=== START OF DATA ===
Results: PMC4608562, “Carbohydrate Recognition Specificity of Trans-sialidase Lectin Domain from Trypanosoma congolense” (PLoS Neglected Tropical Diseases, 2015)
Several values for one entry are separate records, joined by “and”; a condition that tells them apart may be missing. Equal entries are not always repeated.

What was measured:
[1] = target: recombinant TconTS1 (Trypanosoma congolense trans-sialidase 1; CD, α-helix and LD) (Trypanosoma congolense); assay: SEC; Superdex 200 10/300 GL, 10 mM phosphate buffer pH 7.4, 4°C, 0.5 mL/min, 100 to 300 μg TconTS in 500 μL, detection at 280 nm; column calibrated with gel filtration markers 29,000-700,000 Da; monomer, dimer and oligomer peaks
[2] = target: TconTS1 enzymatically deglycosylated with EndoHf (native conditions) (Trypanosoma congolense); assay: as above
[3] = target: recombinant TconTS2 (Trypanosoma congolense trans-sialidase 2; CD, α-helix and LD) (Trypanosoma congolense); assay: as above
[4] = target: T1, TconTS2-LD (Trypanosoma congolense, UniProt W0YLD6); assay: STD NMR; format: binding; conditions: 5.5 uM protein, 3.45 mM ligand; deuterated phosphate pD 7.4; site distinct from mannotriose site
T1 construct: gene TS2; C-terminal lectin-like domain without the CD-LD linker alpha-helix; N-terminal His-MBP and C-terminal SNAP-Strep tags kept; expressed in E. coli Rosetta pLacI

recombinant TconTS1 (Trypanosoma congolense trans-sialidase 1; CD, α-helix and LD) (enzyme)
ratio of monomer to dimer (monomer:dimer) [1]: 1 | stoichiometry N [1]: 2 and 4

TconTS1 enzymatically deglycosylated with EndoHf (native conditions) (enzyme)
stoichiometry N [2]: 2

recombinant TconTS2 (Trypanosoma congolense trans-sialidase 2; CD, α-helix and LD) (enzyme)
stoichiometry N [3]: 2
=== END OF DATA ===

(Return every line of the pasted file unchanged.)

Results: PMC4608562, “Carbohydrate Recognition Specificity of Trans-sialidase Lectin Domain from Trypanosoma congolense” (PLoS Neglected Tropical Diseases, 2015)
Several values for one entry are separate records, joined by “and”; a condition that tells them apart may be missing. Equal entries are not always repeated.

What was measured:
[1] = target: recombinant TconTS1 (Trypanosoma congolense trans-sialidase 1; CD, α-helix and LD) (Trypanosoma congolense); assay: SEC; Superdex 200 10/300 GL, 10 mM phosphate buffer pH 7.4, 4°C, 0.5 mL/min, 100 to 300 μg TconTS in 500 μL, detection at 280 nm; column calibrated with gel filtration markers 29,000-700,000 Da; monomer, dimer and oligomer peaks
[2] = target: TconTS1 enzymatically deglycosylated with EndoHf (native conditions) (Trypanosoma congolense); assay: as above
[3] = target: recombinant TconTS2 (Trypanosoma congolense trans-sialidase 2; CD, α-helix and LD) (Trypanosoma congolense); assay: as above
[4] = target: T1, TconTS2-LD (Trypanosoma congolense, UniProt W0YLD6); assay: STD NMR; format: binding; conditions: 5.5 uM protein, 3.45 mM ligand; deuterated phosphate pD 7.4; site distinct from mannotriose site
T1 construct: gene TS2; C-terminal lectin-like domain without the CD-LD linker alpha-helix; N-terminal His-MBP and C-terminal SNAP-Strep tags kept; expressed in E. coli Rosetta pLacI

recombinant TconTS1 (Trypanosoma congolense trans-sialidase 1; CD, α-helix and LD) (enzyme)
ratio of monomer to dimer (monomer:dimer) [1]: 1 | stoichiometry N [1]: 2 and 4

TconTS1 enzymatically deglycosylated with EndoHf (native conditions) (enzyme)
stoichiometry N [2]: 2

recombinant TconTS2 (Trypanosoma congolense trans-sialidase 2; CD, α-helix and LD) (enzyme)
stoichiometry N [3]: 2